The points of apogee and perigee are not fixed relative to the Earth. This is due to regression of the Moon's orbit; the "long" dimension of the elliptical orbit, and hence the points of apogee and perigee, circle around the Earth about once every 9 years. Thus, the time it takes the Moon to travel from apogee to perigee and back again is slightly longer than its orbital period (the Sidereal Month). This period of time is called an Anomalistic Month, and is 27.554549 days.
The Anomalistic Month is interesting for solar eclipses, because the "size" of solar eclipse that we see — and the type of eclipse, whether it is partial, total, annular, or hybrid — depend on the distance from the Earth to the Moon during the eclipse; and this distance depends on the point during the Anomalistic Month when the eclipse occurs. For lunar eclipses, the duration of the eclipse, and the appearance of the eclipse, are also affected by this.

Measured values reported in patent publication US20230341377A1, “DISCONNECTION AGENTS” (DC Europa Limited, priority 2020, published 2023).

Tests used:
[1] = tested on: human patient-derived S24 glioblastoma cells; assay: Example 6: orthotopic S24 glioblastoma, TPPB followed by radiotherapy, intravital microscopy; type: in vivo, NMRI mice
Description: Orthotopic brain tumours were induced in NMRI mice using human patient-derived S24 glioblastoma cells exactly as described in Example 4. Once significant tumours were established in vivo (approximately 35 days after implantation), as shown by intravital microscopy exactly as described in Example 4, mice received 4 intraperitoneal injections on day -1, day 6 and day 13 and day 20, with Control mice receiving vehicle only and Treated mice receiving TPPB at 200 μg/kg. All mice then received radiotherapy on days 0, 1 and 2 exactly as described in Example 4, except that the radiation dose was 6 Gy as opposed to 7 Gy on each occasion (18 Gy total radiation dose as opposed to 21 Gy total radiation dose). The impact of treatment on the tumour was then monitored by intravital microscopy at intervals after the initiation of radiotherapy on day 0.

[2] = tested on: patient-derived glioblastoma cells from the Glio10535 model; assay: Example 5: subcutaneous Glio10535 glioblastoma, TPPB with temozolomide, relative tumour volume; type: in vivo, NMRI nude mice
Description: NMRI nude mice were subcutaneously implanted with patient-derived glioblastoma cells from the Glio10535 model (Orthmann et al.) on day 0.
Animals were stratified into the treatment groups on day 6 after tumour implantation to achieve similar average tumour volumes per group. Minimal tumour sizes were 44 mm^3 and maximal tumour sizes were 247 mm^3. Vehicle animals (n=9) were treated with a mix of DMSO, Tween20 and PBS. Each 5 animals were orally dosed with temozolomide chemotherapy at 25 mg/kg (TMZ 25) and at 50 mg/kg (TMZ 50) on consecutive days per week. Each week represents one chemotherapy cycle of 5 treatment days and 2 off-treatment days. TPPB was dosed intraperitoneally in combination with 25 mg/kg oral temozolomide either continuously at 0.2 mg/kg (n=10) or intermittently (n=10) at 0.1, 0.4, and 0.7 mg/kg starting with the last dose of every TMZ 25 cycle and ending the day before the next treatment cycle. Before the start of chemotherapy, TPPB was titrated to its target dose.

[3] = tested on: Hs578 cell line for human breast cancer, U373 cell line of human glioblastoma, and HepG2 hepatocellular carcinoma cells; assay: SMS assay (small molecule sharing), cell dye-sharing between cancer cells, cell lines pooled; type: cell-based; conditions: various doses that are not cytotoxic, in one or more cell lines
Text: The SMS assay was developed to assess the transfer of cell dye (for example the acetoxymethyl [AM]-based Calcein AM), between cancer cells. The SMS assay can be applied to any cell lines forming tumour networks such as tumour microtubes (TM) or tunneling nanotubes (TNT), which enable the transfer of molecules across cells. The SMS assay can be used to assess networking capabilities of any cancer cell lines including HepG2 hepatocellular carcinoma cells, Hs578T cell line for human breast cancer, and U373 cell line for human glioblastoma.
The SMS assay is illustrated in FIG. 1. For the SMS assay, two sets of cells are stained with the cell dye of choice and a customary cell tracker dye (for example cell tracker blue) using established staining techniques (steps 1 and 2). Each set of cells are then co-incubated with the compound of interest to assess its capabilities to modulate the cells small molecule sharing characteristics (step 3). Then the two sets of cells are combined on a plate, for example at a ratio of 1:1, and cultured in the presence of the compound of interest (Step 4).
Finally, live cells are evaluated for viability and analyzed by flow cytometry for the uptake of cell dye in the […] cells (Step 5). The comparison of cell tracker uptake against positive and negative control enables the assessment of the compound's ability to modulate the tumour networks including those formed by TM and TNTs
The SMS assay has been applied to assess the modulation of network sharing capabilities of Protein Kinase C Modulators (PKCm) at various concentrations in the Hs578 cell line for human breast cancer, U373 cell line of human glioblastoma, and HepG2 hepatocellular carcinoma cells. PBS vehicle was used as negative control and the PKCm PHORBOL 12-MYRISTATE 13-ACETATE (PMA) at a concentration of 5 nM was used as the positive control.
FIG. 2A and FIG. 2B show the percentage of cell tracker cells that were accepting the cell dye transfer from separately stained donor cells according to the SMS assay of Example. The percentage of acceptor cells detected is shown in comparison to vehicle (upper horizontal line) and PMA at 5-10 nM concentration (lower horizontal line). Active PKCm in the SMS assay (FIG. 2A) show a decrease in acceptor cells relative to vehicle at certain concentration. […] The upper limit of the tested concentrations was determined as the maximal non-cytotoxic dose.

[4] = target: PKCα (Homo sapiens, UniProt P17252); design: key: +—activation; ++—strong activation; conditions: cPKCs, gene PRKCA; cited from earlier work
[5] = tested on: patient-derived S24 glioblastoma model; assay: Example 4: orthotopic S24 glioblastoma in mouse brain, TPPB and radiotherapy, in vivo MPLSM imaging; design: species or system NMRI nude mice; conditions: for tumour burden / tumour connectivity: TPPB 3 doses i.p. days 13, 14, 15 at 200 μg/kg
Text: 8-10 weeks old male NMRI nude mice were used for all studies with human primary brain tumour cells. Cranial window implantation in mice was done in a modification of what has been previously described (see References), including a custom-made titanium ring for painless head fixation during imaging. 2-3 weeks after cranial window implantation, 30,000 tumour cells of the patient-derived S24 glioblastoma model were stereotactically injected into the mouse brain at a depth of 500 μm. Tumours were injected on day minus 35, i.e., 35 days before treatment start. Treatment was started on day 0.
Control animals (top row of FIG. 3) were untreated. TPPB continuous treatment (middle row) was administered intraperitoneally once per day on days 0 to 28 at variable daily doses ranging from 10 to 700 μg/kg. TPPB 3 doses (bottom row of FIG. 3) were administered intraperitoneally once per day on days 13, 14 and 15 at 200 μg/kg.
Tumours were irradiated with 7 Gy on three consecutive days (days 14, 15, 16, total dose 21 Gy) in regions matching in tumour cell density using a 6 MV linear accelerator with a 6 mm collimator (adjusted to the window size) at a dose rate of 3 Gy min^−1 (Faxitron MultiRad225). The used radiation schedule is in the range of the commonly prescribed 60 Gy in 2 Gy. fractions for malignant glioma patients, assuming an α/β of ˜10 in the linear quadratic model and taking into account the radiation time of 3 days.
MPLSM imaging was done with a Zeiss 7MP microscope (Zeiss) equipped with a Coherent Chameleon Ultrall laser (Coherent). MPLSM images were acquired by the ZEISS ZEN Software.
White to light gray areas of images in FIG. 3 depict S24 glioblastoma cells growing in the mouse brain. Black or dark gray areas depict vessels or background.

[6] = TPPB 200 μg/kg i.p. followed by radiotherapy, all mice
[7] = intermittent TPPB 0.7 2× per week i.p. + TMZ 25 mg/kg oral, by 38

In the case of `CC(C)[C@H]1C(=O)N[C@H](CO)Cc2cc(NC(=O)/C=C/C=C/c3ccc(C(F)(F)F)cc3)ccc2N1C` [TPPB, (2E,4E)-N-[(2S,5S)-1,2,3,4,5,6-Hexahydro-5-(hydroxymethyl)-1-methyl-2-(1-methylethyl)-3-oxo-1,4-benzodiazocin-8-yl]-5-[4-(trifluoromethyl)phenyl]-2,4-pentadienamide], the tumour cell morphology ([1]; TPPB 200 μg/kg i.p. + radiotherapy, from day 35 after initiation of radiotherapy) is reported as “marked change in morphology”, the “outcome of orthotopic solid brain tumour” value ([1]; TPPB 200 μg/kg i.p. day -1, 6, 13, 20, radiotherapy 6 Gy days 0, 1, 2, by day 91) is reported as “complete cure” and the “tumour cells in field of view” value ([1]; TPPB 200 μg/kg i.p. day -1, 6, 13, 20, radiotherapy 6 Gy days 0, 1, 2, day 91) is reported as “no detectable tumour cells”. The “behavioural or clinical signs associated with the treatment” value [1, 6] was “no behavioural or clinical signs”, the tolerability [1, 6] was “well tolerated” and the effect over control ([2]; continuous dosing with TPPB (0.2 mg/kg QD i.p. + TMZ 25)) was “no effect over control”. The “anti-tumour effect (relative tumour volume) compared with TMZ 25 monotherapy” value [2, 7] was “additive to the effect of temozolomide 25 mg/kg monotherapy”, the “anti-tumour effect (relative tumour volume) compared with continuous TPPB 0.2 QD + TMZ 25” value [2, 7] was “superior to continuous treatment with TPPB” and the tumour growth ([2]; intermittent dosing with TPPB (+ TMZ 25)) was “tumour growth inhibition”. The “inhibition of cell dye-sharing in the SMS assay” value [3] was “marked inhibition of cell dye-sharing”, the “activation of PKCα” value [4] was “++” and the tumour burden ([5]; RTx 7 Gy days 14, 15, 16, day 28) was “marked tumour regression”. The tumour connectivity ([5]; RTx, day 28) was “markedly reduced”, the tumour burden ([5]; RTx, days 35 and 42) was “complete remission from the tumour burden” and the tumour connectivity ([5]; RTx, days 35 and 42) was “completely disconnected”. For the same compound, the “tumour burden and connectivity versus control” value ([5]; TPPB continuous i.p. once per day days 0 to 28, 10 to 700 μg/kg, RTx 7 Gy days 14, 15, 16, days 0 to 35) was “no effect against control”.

But for actually predicting the occurrence of an eclipse, we need two more kinds of month!
As we described in The Earth and Moon, a very clear cycle is visible when you look at the Moon from the Earth: the cycle from New Moon, through crescent, half and gibbous Moons, to the Full Moon, and back again. It may seem that this cycle should be the same as the Sidereal Month, but once again, things aren't so simple!